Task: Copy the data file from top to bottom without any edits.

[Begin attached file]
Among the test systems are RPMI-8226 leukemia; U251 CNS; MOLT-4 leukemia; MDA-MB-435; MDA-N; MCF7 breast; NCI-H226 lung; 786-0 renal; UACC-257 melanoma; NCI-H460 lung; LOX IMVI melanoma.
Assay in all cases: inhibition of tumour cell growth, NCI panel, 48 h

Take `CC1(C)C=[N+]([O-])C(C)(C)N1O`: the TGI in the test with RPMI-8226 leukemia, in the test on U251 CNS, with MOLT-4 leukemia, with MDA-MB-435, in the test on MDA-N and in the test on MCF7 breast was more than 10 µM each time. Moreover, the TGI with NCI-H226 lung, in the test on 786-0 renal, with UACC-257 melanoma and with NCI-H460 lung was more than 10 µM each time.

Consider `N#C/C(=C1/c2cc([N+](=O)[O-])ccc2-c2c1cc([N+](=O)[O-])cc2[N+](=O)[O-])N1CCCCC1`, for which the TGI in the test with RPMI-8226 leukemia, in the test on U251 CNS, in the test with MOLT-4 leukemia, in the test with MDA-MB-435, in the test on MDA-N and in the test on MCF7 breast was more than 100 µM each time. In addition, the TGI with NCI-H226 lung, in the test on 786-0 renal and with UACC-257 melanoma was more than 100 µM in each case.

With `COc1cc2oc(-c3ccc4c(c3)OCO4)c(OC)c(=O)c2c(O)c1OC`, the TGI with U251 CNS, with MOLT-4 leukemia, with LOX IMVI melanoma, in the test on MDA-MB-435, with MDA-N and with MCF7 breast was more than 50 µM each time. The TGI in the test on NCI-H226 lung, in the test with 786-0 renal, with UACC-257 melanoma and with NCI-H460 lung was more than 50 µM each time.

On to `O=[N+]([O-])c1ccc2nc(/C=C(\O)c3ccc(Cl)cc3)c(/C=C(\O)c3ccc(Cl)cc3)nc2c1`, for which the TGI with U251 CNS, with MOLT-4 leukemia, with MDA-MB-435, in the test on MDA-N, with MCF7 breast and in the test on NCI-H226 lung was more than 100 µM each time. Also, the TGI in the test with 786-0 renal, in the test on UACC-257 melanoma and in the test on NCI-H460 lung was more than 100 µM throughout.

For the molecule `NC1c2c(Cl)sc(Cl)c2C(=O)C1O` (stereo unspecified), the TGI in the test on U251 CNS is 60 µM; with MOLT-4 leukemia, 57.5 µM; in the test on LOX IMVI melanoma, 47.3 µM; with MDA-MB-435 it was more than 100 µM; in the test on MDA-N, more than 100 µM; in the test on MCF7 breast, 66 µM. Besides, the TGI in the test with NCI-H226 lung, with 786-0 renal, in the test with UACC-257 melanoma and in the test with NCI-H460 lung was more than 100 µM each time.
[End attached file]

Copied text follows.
Among the test systems are RPMI-8226 leukemia; U251 CNS; MOLT-4 leukemia; MDA-MB-435; MDA-N; MCF7 breast; NCI-H226 lung; 786-0 renal; UACC-257 melanoma; NCI-H460 lung; LOX IMVI melanoma.
Assay in all cases: inhibition of tumour cell growth, NCI panel, 48 h

Take `CC1(C)C=[N+]([O-])C(C)(C)N1O`: the TGI in the test with RPMI-8226 leukemia, in the test on U251 CNS, with MOLT-4 leukemia, with MDA-MB-435, in the test on MDA-N and in the test on MCF7 breast was more than 10 µM each time. Moreover, the TGI with NCI-H226 lung, in the test on 786-0 renal, with UACC-257 melanoma and with NCI-H460 lung was more than 10 µM each time.

Consider `N#C/C(=C1/c2cc([N+](=O)[O-])ccc2-c2c1cc([N+](=O)[O-])cc2[N+](=O)[O-])N1CCCCC1`, for which the TGI in the test with RPMI-8226 leukemia, in the test on U251 CNS, in the test with MOLT-4 leukemia, in the test with MDA-MB-435, in the test on MDA-N and in the test on MCF7 breast was more than 100 µM each time. In addition, the TGI with NCI-H226 lung, in the test on 786-0 renal and with UACC-257 melanoma was more than 100 µM in each case.

With `COc1cc2oc(-c3ccc4c(c3)OCO4)c(OC)c(=O)c2c(O)c1OC`, the TGI with U251 CNS, with MOLT-4 leukemia, with LOX IMVI melanoma, in the test on MDA-MB-435, with MDA-N and with MCF7 breast was more than 50 µM each time. The TGI in the test on NCI-H226 lung, in the test with 786-0 renal, with UACC-257 melanoma and with NCI-H460 lung was more than 50 µM each time.

On to `O=[N+]([O-])c1ccc2nc(/C=C(\O)c3ccc(Cl)cc3)c(/C=C(\O)c3ccc(Cl)cc3)nc2c1`, for which the TGI with U251 CNS, with MOLT-4 leukemia, with MDA-MB-435, in the test on MDA-N, with MCF7 breast and in the test on NCI-H226 lung was more than 100 µM each time. Also, the TGI in the test with 786-0 renal, in the test on UACC-257 melanoma and in the test on NCI-H460 lung was more than 100 µM throughout.

For the molecule `NC1c2c(Cl)sc(Cl)c2C(=O)C1O` (stereo unspecified), the TGI in the test on U251 CNS is 60 µM; with MOLT-4 leukemia, 57.5 µM; in the test on LOX IMVI melanoma, 47.3 µM; with MDA-MB-435 it was more than 100 µM; in the test on MDA-N, more than 100 µM; in the test on MCF7 breast, 66 µM. Besides, the TGI in the test with NCI-H226 lung, with 786-0 renal, in the test with UACC-257 melanoma and in the test with NCI-H460 lung was more than 100 µM each time.